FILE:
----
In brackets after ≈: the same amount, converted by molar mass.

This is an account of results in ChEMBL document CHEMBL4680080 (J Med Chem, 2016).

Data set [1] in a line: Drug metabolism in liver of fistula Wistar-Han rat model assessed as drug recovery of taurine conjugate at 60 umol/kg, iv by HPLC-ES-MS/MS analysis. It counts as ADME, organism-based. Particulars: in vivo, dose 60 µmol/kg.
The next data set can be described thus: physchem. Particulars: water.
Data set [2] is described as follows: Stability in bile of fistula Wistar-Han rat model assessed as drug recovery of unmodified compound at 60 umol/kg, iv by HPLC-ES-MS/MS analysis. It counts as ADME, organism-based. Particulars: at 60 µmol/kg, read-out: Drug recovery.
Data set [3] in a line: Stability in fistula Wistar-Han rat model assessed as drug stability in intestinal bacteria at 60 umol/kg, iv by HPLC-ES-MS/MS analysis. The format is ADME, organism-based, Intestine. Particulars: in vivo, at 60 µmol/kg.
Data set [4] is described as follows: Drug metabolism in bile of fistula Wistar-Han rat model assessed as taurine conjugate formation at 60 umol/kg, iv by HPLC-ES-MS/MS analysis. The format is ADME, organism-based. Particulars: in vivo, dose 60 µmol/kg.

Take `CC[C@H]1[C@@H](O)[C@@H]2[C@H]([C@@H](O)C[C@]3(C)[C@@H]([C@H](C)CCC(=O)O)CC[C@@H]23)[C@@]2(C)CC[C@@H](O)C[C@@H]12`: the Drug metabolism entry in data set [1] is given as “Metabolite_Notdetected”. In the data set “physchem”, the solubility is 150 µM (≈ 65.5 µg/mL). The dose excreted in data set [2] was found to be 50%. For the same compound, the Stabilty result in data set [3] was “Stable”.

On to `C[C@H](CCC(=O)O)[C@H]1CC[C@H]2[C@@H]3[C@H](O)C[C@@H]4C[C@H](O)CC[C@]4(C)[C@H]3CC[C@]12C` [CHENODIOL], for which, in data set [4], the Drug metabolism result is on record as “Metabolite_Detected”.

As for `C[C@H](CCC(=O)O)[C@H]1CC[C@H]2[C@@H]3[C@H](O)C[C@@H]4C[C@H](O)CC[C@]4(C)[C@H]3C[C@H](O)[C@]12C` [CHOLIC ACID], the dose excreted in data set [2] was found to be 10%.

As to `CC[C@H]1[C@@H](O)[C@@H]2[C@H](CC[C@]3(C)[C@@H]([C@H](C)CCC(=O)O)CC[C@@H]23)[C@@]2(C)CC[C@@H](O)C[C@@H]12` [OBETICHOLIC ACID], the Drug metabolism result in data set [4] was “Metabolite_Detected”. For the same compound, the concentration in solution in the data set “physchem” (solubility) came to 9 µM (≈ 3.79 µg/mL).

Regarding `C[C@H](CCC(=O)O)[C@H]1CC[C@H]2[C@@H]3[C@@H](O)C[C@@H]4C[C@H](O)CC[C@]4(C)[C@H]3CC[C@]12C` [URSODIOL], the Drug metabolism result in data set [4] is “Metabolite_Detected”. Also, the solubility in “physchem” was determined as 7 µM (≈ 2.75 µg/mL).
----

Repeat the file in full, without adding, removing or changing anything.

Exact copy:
In brackets after ≈: the same amount, converted by molar mass.

This is an account of results in ChEMBL document CHEMBL4680080 (J Med Chem, 2016).

Data set [1] in a line: Drug metabolism in liver of fistula Wistar-Han rat model assessed as drug recovery of taurine conjugate at 60 umol/kg, iv by HPLC-ES-MS/MS analysis. It counts as ADME, organism-based. Particulars: in vivo, dose 60 µmol/kg.
The next data set can be described thus: physchem. Particulars: water.
Data set [2] is described as follows: Stability in bile of fistula Wistar-Han rat model assessed as drug recovery of unmodified compound at 60 umol/kg, iv by HPLC-ES-MS/MS analysis. It counts as ADME, organism-based. Particulars: at 60 µmol/kg, read-out: Drug recovery.
Data set [3] in a line: Stability in fistula Wistar-Han rat model assessed as drug stability in intestinal bacteria at 60 umol/kg, iv by HPLC-ES-MS/MS analysis. The format is ADME, organism-based, Intestine. Particulars: in vivo, at 60 µmol/kg.
Data set [4] is described as follows: Drug metabolism in bile of fistula Wistar-Han rat model assessed as taurine conjugate formation at 60 umol/kg, iv by HPLC-ES-MS/MS analysis. The format is ADME, organism-based. Particulars: in vivo, dose 60 µmol/kg.

Take `CC[C@H]1[C@@H](O)[C@@H]2[C@H]([C@@H](O)C[C@]3(C)[C@@H]([C@H](C)CCC(=O)O)CC[C@@H]23)[C@@]2(C)CC[C@@H](O)C[C@@H]12`: the Drug metabolism entry in data set [1] is given as “Metabolite_Notdetected”. In the data set “physchem”, the solubility is 150 µM (≈ 65.5 µg/mL). The dose excreted in data set [2] was found to be 50%. For the same compound, the Stabilty result in data set [3] was “Stable”.

On to `C[C@H](CCC(=O)O)[C@H]1CC[C@H]2[C@@H]3[C@H](O)C[C@@H]4C[C@H](O)CC[C@]4(C)[C@H]3CC[C@]12C` [CHENODIOL], for which, in data set [4], the Drug metabolism result is on record as “Metabolite_Detected”.

As for `C[C@H](CCC(=O)O)[C@H]1CC[C@H]2[C@@H]3[C@H](O)C[C@@H]4C[C@H](O)CC[C@]4(C)[C@H]3C[C@H](O)[C@]12C` [CHOLIC ACID], the dose excreted in data set [2] was found to be 10%.

As to `CC[C@H]1[C@@H](O)[C@@H]2[C@H](CC[C@]3(C)[C@@H]([C@H](C)CCC(=O)O)CC[C@@H]23)[C@@]2(C)CC[C@@H](O)C[C@@H]12` [OBETICHOLIC ACID], the Drug metabolism result in data set [4] was “Metabolite_Detected”. For the same compound, the concentration in solution in the data set “physchem” (solubility) came to 9 µM (≈ 3.79 µg/mL).

Regarding `C[C@H](CCC(=O)O)[C@H]1CC[C@H]2[C@@H]3[C@@H](O)C[C@@H]4C[C@H](O)CC[C@]4(C)[C@H]3CC[C@]12C` [URSODIOL], the Drug metabolism result in data set [4] is “Metabolite_Detected”. Also, the solubility in “physchem” was determined as 7 µM (≈ 2.75 µg/mL).